Vous êtes sur la page 1sur 3

Tracheostomy Care

Tracheostomy
A tracheotomy is a surgical procedure in which an opening is made into the
trachea. The indwelling tube inserted into the trachea is called a tracheostomy tube. A
tracheostomy is used to bypass an upper airway obstruction, to allow removal of
tracheobronchial secretions, to permit the long-term use of mechanical ventilation, to
prevent aspiration of oral or gastric secretions in the unconscious or paralyzed patient
(by closing off the trachea from the esophagus), and to replace an endotracheal tube.
Materials:

Sterile gloves
Hydrogen peroxide
Normal saline solution or sterile water
Cotton-tipped applicator
Dressing
Twill tape
Type of tube prescribed, if the tube is to be changed

Procedure:
ACTIONS
RATIONALE
1. Provide patient and family instruction 1. A cuffed tube prevents air from leaking
on the key points for tracheostomy care, during positive-pressure ventilation and
beginning

with

how

to

inspect

the also

prevents

tracheal

aspiration

of

tracheostomy dressing for moisture or gastric contents. An adequate seal is


drainage.

indicated by the disappearance of any air

2. Perform hand hygiene.

leakage from the mouth or tracheostomy

3. Explain procedure to patient and family or by the disappearance of the harsh,


as appropriate.

gurgling sound of air coming from the

4. Put on clean gloves; remove and throat.


discard the soiled dressing in a biohazard 2. The tracheostomy dressing is changed
container.

as needed to keep the skin clean and dry.

5. Prepare sterile supplies, including To prevent potential breakdown, moist or


hydrogen peroxide, normal saline solution soiled dressings should not remain on the
or sterile water, cotton-tipped applicators, skin.
dressing, and tape.
6.

Put

on

sterile

3. Hand hygiene reduces bacteria on


gloves.

(Some hands.

physicians approve clean technique for 4. A patient with a tracheostomy is


long-term tracheostomy patients in the apprehensive
home.)

and

requires

ongoing

assurance and support.

7. Cleanse the wound and the plate of the 5. Observing body substance isolation
tracheostomy tube with sterile cotton- reduces cross-contamination from soiled
tipped

applicators

moistened

with dressings.

hydrogen peroxide. Rinse with sterile 6.


saline solution.

Having

necessary

supplies

and

equipment readily available allows the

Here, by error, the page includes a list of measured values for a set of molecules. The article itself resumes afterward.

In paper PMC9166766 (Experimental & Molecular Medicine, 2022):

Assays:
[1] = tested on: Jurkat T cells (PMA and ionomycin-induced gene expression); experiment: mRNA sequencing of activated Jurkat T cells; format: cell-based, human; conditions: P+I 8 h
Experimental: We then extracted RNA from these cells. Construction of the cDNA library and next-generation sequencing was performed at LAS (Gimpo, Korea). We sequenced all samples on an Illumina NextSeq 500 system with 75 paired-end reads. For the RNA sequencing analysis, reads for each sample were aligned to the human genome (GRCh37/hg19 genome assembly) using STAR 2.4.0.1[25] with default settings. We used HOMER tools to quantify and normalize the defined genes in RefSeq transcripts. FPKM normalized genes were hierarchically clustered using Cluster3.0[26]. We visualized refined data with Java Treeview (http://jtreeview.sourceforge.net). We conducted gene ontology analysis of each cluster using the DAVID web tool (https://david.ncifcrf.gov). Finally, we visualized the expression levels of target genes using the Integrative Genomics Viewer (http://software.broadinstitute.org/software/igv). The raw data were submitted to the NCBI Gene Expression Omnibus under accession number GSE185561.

8. Soak inner cannula in peroxide and procedure to be completed efciently.


rinse with saline solution or replace with a 7.
new disposable inner cannula.

Sterile

equipment

minimizes

transmission of surface ora to the sterile

9. Remove soiled twill tape with clean respiratory tract. Clean technique may be
tape, after the new tape is in place. Place used in the home because of decreased
clean twill tape in position to secure the exposure to potential pathogens.
tracheostomy tube by inserting one end 8. Hydrogen peroxide is effective in
of the tape through the side opening of loosening crusted secretions. Rinsing
the outer cannula. Take the tape around prevents skin residue.
the back of the patients neck and thread 9.

Soaking

loosens

and

removes

it through the opposite opening of the secretions from the inner lumen of the
outer cannula. Bring both ends around so tracheostomy tube.
that they meet on one side of the neck. 10. This taping technique provides a
Tighten the tape until only two ngers can double thickness of tape around the neck,
be comfortably inserted under it. Secure which

is

needed

because

the

with a knot. For a new tracheostomy, two tracheostomy tube can be dislodged by
people should assist with tape changes.

movement or by a forceful cough if left

10. Remove old tapes and discard in a unsecured. A dislodged tracheostomy


biohazard container.
11.

Although

tube is difcult to reinsert, and respiratory


some

long-term distress may occur. Dislodgement of a

tracheostomies with healed stomas may new


not

require

dressing,

tracheostomy

is

medical

other emergency.

tracheostomies do. In such cases, use a 11. Tapes with old secretions may harbor

sterile tracheostomy dressing, tting it bacteria.


securely under the twill tapes and ange 12. Healed tracheostomies with minimal
of tracheostomy tube so that the incision secretions do not need a dressing.
is covered, as shown below.

Dressings that will shred are not used


around a tracheostomy because of the
risk that pieces of material, lint, or thread
may get into the tube, and eventually into
the

trachea,

causing

obstruction

or

abscess formation. Special dressings that


do not have a tendency to shred are
used.